Written with great sensitivity, Nottage truly brings the plight of the Congolese women to the forefront of her play. Sophie’s account of what was done to her is so moving, you wonder how we as human beings can inflict such pain on each other, forgetting the victims carry the scars for the rest of their lives, no matter how much they want to forget. Salima’s monologue, as she narrates the five months she spent in the forest with the militias who tied her to a tree like a goat, passed her from one man to the other and turned her into a sex toy is so enthralling, you have no choice but to imagine what the women who live their lives in fear, day in and day out, knowing such evil is lurking in their land feel. She informs us that she was torn to pieces and left raw and then she asked, ‘how can men be this way?’ It is one of the most thought-provoking moments I have seen on the stage this year.
Josephine, one of Mama Nadi’s other girls is a young woman with a big mouth, who is also broken but refuses to be a victim and covers up her pain with a braggadocios attitude. An energetic character, full of life in spite of her pain, Kehinde Fadipe brings a lot of zest to this role with another very poignant scene as Josephine is dancing for one of her customers, the music and rhythm takes her back to the source of her pain.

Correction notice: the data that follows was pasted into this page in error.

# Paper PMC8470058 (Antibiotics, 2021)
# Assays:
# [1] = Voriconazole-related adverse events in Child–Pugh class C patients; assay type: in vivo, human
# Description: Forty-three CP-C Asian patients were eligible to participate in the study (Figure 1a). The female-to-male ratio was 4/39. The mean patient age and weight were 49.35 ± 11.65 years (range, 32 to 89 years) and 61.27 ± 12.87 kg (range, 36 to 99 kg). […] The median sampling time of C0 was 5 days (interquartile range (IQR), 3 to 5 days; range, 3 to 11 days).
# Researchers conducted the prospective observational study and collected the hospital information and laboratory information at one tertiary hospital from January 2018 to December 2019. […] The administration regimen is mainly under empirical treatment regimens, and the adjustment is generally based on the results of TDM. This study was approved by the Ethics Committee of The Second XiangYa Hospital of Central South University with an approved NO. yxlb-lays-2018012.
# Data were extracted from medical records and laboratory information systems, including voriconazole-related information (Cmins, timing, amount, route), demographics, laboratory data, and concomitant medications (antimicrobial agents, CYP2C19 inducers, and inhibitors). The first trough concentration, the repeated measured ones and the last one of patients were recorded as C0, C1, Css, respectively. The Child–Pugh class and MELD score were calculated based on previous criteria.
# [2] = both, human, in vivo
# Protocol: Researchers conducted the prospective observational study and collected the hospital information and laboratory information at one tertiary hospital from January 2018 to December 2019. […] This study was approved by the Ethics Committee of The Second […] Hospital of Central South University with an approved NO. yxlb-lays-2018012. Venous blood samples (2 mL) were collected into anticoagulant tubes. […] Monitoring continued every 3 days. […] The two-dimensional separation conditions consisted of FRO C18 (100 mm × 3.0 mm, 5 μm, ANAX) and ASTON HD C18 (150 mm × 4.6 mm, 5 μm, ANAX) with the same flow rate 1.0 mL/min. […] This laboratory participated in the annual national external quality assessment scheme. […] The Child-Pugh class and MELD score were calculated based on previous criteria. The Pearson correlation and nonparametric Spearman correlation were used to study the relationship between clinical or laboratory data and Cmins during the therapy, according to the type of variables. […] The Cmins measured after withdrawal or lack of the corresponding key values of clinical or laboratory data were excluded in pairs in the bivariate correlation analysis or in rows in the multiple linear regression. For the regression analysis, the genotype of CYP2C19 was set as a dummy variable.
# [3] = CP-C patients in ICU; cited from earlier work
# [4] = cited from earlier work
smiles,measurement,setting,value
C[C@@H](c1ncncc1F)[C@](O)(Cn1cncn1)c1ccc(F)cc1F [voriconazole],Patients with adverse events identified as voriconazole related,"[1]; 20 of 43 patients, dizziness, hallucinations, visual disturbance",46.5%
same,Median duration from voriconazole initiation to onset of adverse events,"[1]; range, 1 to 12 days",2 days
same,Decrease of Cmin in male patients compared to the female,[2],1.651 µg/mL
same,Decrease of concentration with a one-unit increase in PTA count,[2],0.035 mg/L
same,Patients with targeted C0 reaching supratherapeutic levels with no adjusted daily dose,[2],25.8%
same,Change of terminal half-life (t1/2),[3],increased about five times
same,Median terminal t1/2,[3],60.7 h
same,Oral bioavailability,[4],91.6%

Nottage’s language is colourful, humourous and luminous, she does not spell everything out for us. We are able to work with her to figure out things for ourselves. She gives you that power as a theatre-goer to understand the story for yourself and make-up your mind about what you think of the situation she has presented to you. Her adept brilliance in crafting this story laced with symbolic actions to help us understand the characters is more than impressive. It is perfect – she uses music and dance as a way of escapism for the characters as they try to forget about the adverse effects the raging war that keeps redefining itself, is having on their land. I totally appreciate the fact that she did not get political with Ruined either. We understood the politics of the land without her playing to it. She gives us rounded characters with strengths and weaknesses, and they struggle with the same issues you and I could very well be dealing with.